Edwin Arlington Robinson

(22 December 1869 – 6 April 1935 / Maine / United States)

But For The Grace Of God

Poem by Edwin Arlington Robinson

“There, but for the grace of God, goes…”

There is a question that I ask,
And ask again:
What hunger was half-hidden by the mask
That he wore then?

There was a word for me to say
That I said not;
And in the past there was another day
That I forgot:

A dreary, cold, unwholesome day,
Racked overhead,—
As if the world were turning the wrong way,
And the sun dead:

A day that comes back well enough
Now he is gone.
What then? Has memory no other stuff
To seize upon?

Wherever he may wander now
In his despair,
Would he be more contented in the slough
If all were there?

And yet he brought a kind of light
Into the room;
And when he left, a tinge of something bright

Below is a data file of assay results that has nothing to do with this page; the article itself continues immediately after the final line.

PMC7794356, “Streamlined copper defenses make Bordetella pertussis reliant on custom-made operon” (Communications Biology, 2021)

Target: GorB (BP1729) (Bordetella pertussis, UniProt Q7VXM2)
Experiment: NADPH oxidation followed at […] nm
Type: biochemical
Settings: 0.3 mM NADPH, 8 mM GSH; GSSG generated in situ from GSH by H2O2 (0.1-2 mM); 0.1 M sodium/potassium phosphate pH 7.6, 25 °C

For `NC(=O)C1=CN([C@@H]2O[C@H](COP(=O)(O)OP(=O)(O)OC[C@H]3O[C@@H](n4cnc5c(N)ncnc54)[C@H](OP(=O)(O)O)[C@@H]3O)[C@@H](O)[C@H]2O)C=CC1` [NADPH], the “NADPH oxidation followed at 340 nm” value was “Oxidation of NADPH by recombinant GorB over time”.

Survived the gloom.

Why will he not be where he is,
And not with me?
The hours that are my life are mine, not his,—
Or used to be.

What numerous imps invisible
Has he at hand,
Far-flying and forlorn as what they tell
At his command?

What hold of weirdness or of worth
Can he possess,
That he may speak from anywhere on earth
His loneliness?

Shall I be caught and held again
In the old net?—
He brought a sorry sunbeam with him then,
But it beams yet.

Comments about But For The Grace Of God by Edwin Arlington Robinson

  • Brian JaniBrian Jani (5/29/2014 1:55:00 PM)

    Very nice poem.bravo! !(Report)Reply

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Read poems about / on: sorry, despair, memory, sun, god, light, world

Poem Submitted: Friday, January 3, 2003

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